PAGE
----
Publications

McCafferty, S., Lim, G., Duncan, W., Enikov, E., & Schwiegerling, J. (2016). Goldmann Tonometer Prism with an Optimized Error Correcting Applanation Surface. TRANSLATIONAL VISION SCIENCE & TECHNOLOGY, 5(5).
Enikov, E., Enikov, E. T., Polyvás, P. P., & Peyman, G. (2013). Trans-scleral tactile tonometry: an instrumented approach. Medical engineering & physics, 35(7).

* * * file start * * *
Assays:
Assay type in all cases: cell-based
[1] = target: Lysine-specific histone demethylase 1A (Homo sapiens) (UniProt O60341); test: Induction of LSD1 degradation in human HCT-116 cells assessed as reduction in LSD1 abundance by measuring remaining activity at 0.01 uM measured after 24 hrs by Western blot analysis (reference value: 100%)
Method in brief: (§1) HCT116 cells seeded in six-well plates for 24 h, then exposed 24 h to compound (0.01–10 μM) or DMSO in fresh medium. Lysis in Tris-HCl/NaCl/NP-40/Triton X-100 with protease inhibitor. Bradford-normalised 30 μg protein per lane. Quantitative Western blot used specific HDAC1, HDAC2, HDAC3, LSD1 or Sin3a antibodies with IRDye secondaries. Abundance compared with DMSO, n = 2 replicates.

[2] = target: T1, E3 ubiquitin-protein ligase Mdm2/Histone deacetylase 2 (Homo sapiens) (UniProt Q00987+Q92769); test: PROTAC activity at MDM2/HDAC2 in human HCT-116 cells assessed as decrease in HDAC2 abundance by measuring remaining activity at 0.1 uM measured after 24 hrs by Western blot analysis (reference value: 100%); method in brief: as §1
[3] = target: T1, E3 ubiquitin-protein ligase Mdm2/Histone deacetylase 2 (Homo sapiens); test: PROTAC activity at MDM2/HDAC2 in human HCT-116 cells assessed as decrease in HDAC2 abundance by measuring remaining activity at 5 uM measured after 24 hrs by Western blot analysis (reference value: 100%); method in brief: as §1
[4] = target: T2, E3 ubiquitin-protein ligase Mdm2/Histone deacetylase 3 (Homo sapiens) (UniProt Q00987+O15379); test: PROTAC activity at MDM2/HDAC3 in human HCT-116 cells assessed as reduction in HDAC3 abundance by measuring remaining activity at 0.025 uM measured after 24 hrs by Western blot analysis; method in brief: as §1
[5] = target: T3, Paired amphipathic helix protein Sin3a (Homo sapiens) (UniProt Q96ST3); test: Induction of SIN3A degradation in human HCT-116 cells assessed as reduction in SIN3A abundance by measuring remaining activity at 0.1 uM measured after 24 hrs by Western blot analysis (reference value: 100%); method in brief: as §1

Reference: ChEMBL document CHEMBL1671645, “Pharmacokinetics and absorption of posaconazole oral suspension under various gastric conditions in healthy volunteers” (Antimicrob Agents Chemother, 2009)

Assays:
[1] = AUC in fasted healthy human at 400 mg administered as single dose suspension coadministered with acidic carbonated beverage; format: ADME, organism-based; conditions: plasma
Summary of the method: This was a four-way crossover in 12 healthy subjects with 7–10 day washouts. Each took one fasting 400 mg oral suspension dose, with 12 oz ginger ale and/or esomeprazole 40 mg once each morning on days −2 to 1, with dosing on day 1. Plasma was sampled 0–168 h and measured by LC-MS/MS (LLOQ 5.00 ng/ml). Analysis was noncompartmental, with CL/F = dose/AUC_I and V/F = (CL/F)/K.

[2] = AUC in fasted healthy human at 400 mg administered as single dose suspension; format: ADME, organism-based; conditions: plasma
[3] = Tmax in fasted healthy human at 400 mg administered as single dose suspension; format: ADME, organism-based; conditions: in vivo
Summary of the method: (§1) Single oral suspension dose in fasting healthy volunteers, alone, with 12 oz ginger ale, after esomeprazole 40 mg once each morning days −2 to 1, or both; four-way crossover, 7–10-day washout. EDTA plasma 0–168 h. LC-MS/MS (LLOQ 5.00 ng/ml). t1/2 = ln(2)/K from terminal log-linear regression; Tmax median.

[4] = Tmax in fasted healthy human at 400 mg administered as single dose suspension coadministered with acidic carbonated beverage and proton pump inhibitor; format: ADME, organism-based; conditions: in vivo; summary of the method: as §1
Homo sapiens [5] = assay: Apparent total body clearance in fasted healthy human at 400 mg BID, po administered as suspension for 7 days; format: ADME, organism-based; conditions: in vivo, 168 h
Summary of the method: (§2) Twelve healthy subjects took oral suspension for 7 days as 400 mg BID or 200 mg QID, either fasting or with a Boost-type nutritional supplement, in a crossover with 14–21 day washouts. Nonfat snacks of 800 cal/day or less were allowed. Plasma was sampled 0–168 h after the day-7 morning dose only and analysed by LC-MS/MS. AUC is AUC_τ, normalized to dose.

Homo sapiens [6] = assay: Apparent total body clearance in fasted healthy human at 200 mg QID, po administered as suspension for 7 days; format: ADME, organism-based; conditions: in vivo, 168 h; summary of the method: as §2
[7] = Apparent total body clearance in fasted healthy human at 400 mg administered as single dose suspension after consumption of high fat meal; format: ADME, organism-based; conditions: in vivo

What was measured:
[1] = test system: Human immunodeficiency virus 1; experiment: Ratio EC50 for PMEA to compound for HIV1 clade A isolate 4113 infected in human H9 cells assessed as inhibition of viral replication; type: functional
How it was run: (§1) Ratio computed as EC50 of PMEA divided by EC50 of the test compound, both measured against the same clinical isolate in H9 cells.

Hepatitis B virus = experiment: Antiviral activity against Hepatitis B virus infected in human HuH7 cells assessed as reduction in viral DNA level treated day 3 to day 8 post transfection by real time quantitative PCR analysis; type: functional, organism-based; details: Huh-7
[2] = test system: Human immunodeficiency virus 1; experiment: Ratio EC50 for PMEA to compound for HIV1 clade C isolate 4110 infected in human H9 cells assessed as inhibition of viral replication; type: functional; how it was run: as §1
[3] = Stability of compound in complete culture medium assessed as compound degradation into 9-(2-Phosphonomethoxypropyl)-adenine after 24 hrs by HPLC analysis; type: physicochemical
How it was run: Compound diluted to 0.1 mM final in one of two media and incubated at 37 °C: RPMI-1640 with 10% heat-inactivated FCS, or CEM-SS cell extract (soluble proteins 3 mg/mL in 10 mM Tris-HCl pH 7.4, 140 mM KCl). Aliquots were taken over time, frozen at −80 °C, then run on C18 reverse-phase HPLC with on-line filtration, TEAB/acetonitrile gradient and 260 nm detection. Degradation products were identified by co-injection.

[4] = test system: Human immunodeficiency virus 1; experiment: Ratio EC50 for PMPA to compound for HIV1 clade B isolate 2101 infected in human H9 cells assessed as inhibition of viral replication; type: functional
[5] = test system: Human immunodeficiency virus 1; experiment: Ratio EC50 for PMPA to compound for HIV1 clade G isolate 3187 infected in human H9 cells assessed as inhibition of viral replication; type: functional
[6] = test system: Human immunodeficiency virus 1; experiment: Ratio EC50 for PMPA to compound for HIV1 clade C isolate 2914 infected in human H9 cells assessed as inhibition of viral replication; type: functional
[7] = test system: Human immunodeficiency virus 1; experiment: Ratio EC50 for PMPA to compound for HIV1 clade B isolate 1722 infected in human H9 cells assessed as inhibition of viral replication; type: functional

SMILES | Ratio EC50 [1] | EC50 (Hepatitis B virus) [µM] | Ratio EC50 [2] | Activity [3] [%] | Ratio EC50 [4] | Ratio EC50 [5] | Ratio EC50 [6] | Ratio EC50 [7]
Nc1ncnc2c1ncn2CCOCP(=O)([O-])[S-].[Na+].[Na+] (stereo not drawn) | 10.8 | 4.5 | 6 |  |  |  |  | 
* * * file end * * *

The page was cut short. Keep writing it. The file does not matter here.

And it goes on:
This article describes a feasibility study of a novel trans-scleral tonometer based on the use of an instrumented form of digital palpation tonometry. Similar to manual digital palpation tonometery, trans-scleral tonometer utilizes two force probes offset by a fixed distance. Force indentation data from these probes have been shown to correlate with the intraocular pressure (IOP) of the eye. Enucleated porcine eyes were used to experimentally validate the approach. The observed hysteresis in the force data was analyzed using an analytical model that accounts for the outflow of the aqueous humor. The predictions of the model indicate that the primary reason behind the observed hysteresis is stress relaxation (accommodation) in the visco-elastic corneo-scleral shell. Experimental data from eye distention and indentation tests were then used to infer the conditions under which the novel tonometer would be expected to have an accuracy of ±1 mmHg. Analysis of the data shows that indentation rates should be kept below 0.5 mm/s for a pressure range of 10-35 mmHg. Two commonly used pressure control protocols were tested in an effort to ensure accurate IOP values during the palpation tests. Due to the large increase of IOP during digital palpation, the trans-scleral (intra-vitreous) pressurization was found to be inadequate, leading to clogging of the line by the displaced vitreous. No such problems were identified when the eye was pressurized through the cornea and into the anterior chamber. Force data from multiple palpation experiments are used to generate calibration curves for a two-probe conceptual tonometer. The calibration showed that a 10 mN of force variation corresponds to 1 mmHg of IOP change. A possible implementation using a contoured facial mask is also presented.